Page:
What It's Like Being a Production Coordinator on Commercials

Although the majority of my experience is in scripted drama, recently I’ve also started working on commercials. My first was an online ad that's shown on the company's website and social media outlets, and the second a TV ad that is currently broadcasting on TV as well as on the company's website and social media.

These ads were a lot of fun to work on so I thought I’d discuss some of the things I was involved in, to give you an idea of how the role of Production Coordinator works in commercial world.

Production Coordinators are responsible for a multitude of things and it would be impossible to write a definitive list, but here are some of the key tasks I was responsible for on these 2 ads specifically.

Organising castings.
Working with the information given to me by the client and producers, I sent out a casting brief to agencies to send forward options for casting. I shortlisted the talent and presented this to the producers, who further cut down the shortlist. I then organised a casting session where we met the talent and recorded their auditions. The Client, Producers and Director made their preferred choice and the talent was confirmed.

Child licensing.
The online ad I worked on featured a 5 year old girl and when a child or teenager features in appears in a production, a child performing license must be obtained. Working with the girl’s parents and her agent I prepared the license, adding all the necessary information including a description of the production and the child’s role in it. This was then sent to the council for approval, the appropriate license was obtained and the girl was able to work with us.

Location recces.
We got in touch with our friends at Good Spaces to help us find the perfect location. After sending them a brief with details of what we’re looking for, several locations were put forward and we went on recces to check them out. During the location recces we were evaluating not only how the location looked but also the logistics, such as how accessible it would be for production vehicles, does the space allow (in both size and layout) enough room to get the camera angles we require, does it suit the style of the commercial, etc. After the recces, we discussed the different options and confirmed a location that the Client, Producers and Director were all happy with.

Travel and accommodation.
This always comes under the responsibility of production and is a common task regardless of the type of production (feature film, TV drama, TV factual, etc). I researched accommodation options, taking into consideration the location, facilities and costs. I booked train tickets, taxis and reimbursed any mileage that was agreed by the producers. I sent travel movement orders to the cast and crew I’d made arrangements for, so they had all their details in one clear, easy to read document. I kept a record of all costs and receipts, the information of which was tallied into a spreadsheet.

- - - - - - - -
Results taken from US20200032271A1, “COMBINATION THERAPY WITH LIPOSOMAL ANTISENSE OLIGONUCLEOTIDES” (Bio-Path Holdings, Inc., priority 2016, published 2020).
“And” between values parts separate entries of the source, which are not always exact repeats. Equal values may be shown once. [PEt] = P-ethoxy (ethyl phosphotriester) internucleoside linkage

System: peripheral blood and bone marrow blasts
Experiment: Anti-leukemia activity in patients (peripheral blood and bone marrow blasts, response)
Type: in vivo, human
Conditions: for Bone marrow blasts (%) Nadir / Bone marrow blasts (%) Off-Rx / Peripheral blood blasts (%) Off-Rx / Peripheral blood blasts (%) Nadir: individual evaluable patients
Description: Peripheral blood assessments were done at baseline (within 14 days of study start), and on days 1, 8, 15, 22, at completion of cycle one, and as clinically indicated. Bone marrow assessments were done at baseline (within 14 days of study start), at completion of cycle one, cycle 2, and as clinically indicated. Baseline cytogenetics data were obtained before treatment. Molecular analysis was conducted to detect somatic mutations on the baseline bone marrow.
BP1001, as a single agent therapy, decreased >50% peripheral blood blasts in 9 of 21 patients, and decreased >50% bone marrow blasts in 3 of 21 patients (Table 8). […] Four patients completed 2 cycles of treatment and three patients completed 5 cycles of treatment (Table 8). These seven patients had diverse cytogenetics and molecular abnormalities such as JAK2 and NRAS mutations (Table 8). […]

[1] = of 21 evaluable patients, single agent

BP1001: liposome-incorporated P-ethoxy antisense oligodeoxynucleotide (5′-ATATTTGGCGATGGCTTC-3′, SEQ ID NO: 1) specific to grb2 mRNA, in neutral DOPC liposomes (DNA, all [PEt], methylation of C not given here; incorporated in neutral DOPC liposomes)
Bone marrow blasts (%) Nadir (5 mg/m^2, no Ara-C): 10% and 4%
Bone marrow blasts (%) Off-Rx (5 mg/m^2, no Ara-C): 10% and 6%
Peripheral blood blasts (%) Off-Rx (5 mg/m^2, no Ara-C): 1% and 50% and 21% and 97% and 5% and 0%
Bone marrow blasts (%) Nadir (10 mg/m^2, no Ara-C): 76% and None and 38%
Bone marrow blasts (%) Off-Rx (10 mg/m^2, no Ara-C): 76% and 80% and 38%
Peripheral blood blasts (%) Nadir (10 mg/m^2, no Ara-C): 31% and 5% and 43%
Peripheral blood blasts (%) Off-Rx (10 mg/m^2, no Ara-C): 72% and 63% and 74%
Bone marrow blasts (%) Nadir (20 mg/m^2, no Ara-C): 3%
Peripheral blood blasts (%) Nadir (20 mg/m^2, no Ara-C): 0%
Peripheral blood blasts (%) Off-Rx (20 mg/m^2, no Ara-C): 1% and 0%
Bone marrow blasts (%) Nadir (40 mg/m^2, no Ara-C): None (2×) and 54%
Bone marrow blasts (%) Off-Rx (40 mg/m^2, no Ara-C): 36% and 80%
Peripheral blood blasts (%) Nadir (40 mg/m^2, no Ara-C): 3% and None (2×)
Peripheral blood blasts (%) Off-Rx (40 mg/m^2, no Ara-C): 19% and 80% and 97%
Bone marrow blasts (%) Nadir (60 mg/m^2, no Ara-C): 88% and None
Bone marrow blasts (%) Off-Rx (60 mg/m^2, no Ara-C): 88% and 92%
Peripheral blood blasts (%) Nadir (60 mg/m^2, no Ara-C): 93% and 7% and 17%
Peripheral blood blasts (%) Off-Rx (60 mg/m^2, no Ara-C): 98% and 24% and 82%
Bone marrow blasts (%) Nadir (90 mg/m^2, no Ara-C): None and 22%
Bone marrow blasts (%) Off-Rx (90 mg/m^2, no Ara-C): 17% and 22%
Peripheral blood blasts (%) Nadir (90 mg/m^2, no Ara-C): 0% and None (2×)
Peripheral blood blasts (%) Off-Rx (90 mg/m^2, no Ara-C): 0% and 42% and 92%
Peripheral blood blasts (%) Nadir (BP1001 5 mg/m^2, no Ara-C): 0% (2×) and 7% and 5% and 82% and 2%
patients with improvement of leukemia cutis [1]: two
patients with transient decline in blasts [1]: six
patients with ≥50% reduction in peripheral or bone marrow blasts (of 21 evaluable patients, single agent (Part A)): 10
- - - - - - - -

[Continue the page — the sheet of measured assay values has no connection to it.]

Hiring shooting crew.
The producers sourced the HODs (Director, DOP, etc) and I sourced the shooting crew such as makeup artist, art standby and runners. Sometimes I’d get in touch with crewmembers who I’d worked with before to see if they’d be interested and available. Other times I’d put a job post on Facebook groups such as Bristol TV / Film Crew, People Who Workin TV Who Know People Who Work in TV and People Looking For TV Work: Runners. Once I had selected the crew I thought were most suitable for the job, I presented this to the producers and after checking they were happy with my choices, confirmed the crew.

Coordinating set decoration and prop requirements.
Both ads involved a lot of art department preparation with which I assisted. I researched where to find particular items, arranged prop hire, arranged payment for set decoration and materials, organised delivery of large items, and so on. I liaised with the art department to ensure all prop and set decoration requirements were presented and accounted for prior to the shoot.

Organising catering.
Catering comes in all shapes and sizes depending on the scale of the production and number of people working on it. Larger productions (or productions based in the middle of nowhere!) may require a mobile catering company that is accustomed to film productions and outdoor events. Other times, and like I have recently, you can organise catering from local businesses. For these ads, I pre-ordered breakfast from a local bakery and we had lunch in a restaurant which was handily right next to our location. The staff were incredibly helpful and able to work with our film schedule, plus it was great food and a nice opportunity to keep things local!

Writing and distributing the callsheet.
In drama, the Production Coordinator will never write the callsheet (that’s the 2nd AD’s job) but in factual and commercial this is not usually the case. I wrote the callsheet for both ads, ensuring that all relevant information was included such as…
- Production company details and production title.
- Location name, address, parking information and map of the area.
- Crew call time.
- Cast call / make up / on set times.
- Outline of shots/scenes to shoot.
- Health and safety information.
I emailed the callsheet to all cast and crew and ensured hard copies were available on set. 

As I have previously mentioned, this is not a definite list and there are a million other things that go on in the production department, so many in fact that half the time you don’t even notice you’re doing them! But I hope this information is useful for anyone out there interested in working in commercials, becoming a Production Coordinator, or who just wants to know more about film shoots.

More in this series:

I'm always happy to receive feedback or try to answer any questions you may have, so please feel free to get in touch.


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